screening
FILM
Ordet
The Word
,
,
126’

“So you think this is a kind of lifetime style for me? That is not the case. I answer that a film’s rhythm is a part of the milieu that it shows. I could not, either in Day of Wrath, which took place in the seventeenth century and in church circles besides, nor in Ordet, which takes place among West Jutland peasants, use a rhythm suitable for a Hollywood film on jet fighters. I used in Day of Wrath some long scenes, about 180 feet. I did the same in Ordet, where the longest played-through scene is 120 feet. I did that completely deliberately, and I believe that that form will become more and more accepted in films.”

Carl Theodor Dreyer1

 

“In editing Ordet, Dreyer continued further in a direction he had been pursuing ever since Day of Wrath. In both Vampyr and Joan of Arc the editing had been quick, frequent and, one might say, “Eisenstein-like.” But as time went on, he changed his ideas concerning editing. He felt that quick cutting had been vital for silent film but that everything had changed with sound. He felt increasingly that under the impact of sound, much of the explanation and the shock that had to be visual in the silent days was, and should be, carried by the sound track. […] The entire film was edited by Dreyer in just five days (the same length of time it took Kaj Munk to write the original play.)”

Jean and Dale D. Drum2

 

“The best analysis of Ordet I’ve encountered is by P. Adams Sitney3, and in it he describes the sickbed scene, “a model of `rhythm-bound restlessness,’ that Dreyer already evoked in his 1933 essay. Apart from cutaways to Borgen, Inger’s father-in-law, rushing home on his horse-drawn wagon, the scene concentrates mainly on the movements of the doctor while Mikkel, Inger’s husband, tries to comfort her and holds a lamp to help the doctor while the midwife and another woman also lend some assistance. The second part of this sequence, Sitney adds, “is in fact the most brutal scene I know in the history of the art. The scene, which in Dreyer’s words `would have to be included in the film,’ is the abortion of Inger’s baby.” (As Sitney notes, the possibility of sacrificing Inger’s life to save the baby is never raised or discussed in either the play or the film.)”

Jonathan Rosenbaum4

 

Johannes Allen: Avez-vous changé d’avis au sujet du rythme, depuis Dies Irae?

Carl Theodor Dreyer: A proprement parler, non, j’ai même continué à suivre la voie que je prenais dans Dies Irae, à savoir de longues scènes jouées d’une seule coulée, pas opposition aux scènes construites avec de nombreux gros plans. Je n’ai pas changé d’avis au sujet de la valeur de ces travellings que j’appelais, dans Dies Irae, des « gros plans coulants ». Mais d’un autre point de vue, il me semble qu’il est dangereux de maintenir qu’une forme rythmique unique est meilleure qu’une autre. Toutes les formes sont utilisables, quand elles s’adaptent au caractère des scènes auxquelles elles sont destinées, en accord avec le rythme propre de l’action et du milieu et avec l’intensité de la tension dramatique. Il faut, en général, se garder de parler de rythme d’autrefois et de rythme d’aujourd’hui car, dans certains cas, c’est l’ancien qui peut être le plus moderne.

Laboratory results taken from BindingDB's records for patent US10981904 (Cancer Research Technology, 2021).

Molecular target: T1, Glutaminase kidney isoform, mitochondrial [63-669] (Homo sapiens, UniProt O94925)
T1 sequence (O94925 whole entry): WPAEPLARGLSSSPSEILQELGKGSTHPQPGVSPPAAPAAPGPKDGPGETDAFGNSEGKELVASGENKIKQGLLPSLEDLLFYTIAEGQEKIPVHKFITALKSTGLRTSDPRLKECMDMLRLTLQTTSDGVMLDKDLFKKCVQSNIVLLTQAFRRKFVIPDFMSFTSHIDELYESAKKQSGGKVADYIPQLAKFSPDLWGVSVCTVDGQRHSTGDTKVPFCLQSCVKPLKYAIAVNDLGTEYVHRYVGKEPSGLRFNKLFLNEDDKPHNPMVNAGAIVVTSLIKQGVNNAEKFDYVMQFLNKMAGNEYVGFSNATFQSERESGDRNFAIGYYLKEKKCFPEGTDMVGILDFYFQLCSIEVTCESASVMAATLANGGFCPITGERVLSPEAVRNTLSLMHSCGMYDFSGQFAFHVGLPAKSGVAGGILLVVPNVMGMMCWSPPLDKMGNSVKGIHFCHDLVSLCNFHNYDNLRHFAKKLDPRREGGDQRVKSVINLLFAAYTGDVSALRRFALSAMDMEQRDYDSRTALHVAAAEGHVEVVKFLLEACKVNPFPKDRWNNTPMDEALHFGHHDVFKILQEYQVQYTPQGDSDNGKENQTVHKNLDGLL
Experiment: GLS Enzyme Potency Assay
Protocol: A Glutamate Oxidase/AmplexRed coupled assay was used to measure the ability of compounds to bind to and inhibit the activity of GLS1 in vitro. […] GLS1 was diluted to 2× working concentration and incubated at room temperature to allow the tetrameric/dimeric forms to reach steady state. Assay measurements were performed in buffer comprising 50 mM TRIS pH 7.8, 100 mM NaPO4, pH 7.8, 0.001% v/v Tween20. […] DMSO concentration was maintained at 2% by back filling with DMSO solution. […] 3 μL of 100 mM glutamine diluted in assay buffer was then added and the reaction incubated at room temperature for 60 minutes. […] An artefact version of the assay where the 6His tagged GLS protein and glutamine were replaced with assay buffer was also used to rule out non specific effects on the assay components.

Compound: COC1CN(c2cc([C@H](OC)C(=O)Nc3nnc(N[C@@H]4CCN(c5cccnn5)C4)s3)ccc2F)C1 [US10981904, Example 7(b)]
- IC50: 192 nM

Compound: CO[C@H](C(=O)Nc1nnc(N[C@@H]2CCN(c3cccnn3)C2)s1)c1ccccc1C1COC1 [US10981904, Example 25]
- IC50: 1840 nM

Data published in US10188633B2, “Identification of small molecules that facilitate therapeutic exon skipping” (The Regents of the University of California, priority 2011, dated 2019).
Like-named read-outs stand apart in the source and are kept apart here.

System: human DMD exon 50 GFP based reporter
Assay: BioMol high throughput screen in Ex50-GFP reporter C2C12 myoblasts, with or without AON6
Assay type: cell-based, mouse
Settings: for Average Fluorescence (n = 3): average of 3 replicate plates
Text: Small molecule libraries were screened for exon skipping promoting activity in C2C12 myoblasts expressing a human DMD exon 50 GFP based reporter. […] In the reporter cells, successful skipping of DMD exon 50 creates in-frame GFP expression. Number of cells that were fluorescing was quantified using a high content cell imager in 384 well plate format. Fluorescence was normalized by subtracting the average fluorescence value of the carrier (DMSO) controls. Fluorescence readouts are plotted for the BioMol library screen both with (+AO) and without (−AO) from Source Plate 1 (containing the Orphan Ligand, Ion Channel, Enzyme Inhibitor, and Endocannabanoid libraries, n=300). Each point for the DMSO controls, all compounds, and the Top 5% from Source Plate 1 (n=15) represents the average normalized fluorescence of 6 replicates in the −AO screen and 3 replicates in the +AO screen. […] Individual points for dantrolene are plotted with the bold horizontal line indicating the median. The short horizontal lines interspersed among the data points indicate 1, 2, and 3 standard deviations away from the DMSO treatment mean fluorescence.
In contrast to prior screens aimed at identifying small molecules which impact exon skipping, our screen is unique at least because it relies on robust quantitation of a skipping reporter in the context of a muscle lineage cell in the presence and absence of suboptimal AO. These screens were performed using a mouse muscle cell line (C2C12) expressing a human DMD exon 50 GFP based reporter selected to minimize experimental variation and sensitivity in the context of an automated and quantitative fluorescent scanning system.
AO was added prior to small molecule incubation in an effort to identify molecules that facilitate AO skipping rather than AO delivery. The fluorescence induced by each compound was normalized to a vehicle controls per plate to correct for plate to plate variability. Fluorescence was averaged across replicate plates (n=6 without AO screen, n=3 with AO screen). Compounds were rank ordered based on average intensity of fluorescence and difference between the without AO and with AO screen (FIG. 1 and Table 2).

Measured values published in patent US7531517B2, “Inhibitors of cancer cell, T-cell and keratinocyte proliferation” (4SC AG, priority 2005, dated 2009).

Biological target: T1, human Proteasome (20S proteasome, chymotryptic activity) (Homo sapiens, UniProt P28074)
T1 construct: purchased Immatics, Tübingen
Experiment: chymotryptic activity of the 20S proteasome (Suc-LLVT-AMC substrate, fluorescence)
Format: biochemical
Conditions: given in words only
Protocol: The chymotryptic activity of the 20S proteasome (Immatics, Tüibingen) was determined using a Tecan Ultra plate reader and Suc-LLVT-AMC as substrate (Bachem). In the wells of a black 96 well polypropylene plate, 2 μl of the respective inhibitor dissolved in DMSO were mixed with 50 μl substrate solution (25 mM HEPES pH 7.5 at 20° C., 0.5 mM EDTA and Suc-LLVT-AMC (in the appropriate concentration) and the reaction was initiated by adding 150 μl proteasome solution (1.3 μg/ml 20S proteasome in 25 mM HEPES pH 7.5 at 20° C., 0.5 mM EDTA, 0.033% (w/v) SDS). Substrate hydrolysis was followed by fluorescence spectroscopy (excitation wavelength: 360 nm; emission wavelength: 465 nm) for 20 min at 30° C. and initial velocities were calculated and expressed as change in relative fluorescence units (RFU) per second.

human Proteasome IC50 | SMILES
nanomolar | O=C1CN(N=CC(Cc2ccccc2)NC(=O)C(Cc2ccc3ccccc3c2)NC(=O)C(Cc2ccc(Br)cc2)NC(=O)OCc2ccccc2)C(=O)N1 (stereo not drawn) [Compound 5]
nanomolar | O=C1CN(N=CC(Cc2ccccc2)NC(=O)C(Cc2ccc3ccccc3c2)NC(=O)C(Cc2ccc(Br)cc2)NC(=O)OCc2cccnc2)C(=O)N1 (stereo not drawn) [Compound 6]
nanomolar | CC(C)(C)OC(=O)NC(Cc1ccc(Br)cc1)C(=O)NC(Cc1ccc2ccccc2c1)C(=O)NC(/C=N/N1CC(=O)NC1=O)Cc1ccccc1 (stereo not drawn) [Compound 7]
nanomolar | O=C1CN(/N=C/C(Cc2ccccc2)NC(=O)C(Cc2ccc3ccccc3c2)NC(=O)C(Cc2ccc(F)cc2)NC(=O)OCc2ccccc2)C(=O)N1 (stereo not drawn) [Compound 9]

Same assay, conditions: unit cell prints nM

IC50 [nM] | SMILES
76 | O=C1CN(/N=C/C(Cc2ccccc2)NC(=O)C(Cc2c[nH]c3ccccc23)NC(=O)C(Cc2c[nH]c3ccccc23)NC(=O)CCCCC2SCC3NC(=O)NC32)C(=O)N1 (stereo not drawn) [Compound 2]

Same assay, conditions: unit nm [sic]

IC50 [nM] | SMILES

Interview radiophonique avec Carl Theodor Dreyer réalisée par Johannes Allen5
  • 1. Dreyer interview, june 20, 1967
  • 2. Jean Drum, Dale D. Drum, My Only Great Passion: The Life and Films of Carl Th. Dreyer (Scarecrow Press), 2000
  • 3. P. Adams Sitney, “Moments of Revelation: Dreyer’s Anachronistic Modernity,” Modernist Montage: The Obscurity of Vision in Cinema and Literature (New York: Columbia University Press), 1990
  • 4. Jonathan Rosenbaum, Mise en Scène as Miracle in Dreyer’s Ordet (2008) available on his website: https://www.jonathanrosenbaum.net/2008/06/mise-en-scene-as-miracle-in-dr...
  • 5. « La réalisation d’Ordet », Interview radiophonique réalsé par Johannes Allen et transmis par la radio danoise le 27 novembre 1954, quelques semaines avant la sortie du film. Dans: Carl Th. Dreyer, Réflections sur mon métier (Paris: Cahiers du cinéma, Editions de l’etoile, 1964), collection dirigée par Jean Narboni et Alain Bergala, 88.
Fri 15 Mar 2019, 20:30